Hawker food in the 60s and 70s probably tasted better because some people had only the hawker trade to depend on as a livelihood in Singapore back then (Much has unfortunately been lost from the old hawker scene, April 3).
Another reason could be that most of the ingredients used were tediously made by the hawkers. For example, they made their radish cake from scratch before they fried it.
Having said that, hawker food or street food in those early days had a reputation for being unhygienic.
The hawkers had no direct access to water or proper sanitation, and the top of the cart was not well-covered.
Street hawkers used the same pails of water over and over again to rinse their dirty bowls, utensils and crockery because they did not want to waste the little water they had stored in plastic drums which might have to last for days.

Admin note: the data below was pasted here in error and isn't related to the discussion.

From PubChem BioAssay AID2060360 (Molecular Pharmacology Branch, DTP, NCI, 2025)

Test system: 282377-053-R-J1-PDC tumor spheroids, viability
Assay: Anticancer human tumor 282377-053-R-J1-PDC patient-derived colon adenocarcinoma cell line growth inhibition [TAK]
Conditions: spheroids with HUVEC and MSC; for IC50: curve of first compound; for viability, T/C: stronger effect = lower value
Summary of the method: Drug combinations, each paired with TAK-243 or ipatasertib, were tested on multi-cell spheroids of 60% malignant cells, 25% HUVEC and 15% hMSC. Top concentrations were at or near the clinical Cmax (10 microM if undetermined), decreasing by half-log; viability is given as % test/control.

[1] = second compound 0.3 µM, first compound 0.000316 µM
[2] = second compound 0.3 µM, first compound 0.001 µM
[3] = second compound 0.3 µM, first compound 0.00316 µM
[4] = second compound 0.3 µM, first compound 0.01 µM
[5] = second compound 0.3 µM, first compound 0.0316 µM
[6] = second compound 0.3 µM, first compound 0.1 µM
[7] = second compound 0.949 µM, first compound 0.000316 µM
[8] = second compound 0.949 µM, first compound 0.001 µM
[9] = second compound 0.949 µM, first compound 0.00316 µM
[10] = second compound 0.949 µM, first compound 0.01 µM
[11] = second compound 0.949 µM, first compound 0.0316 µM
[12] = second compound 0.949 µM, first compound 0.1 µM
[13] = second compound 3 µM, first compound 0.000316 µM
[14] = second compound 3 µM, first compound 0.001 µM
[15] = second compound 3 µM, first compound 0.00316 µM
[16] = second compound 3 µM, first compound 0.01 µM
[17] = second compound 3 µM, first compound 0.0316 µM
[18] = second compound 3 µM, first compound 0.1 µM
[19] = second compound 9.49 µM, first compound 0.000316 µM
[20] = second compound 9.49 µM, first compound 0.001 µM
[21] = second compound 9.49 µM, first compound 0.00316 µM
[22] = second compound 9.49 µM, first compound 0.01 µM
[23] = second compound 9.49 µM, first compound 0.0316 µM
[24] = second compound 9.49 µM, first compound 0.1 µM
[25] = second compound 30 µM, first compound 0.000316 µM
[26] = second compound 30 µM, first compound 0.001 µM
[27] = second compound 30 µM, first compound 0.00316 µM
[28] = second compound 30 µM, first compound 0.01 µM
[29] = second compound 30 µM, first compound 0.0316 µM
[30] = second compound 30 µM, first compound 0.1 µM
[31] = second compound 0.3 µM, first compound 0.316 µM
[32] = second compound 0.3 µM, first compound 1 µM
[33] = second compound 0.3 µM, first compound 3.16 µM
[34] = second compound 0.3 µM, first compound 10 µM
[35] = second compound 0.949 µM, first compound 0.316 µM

There is nothing to be joyful about hawkers carrying baskets or on bicycles, tricycles and motorcycles and handling food and money with dirty hands due to the lack of running water.
There were also no regulations on how the food was prepared, either at home or on the floor next to the cart, and no fridges to keep the food safe and fresh.
I believe the food at most hawker centres today fares as well as or even better than that of yesteryear and it is prepared with proper hygiene practices.
Priscilla Poh Beng Hoon (Ms)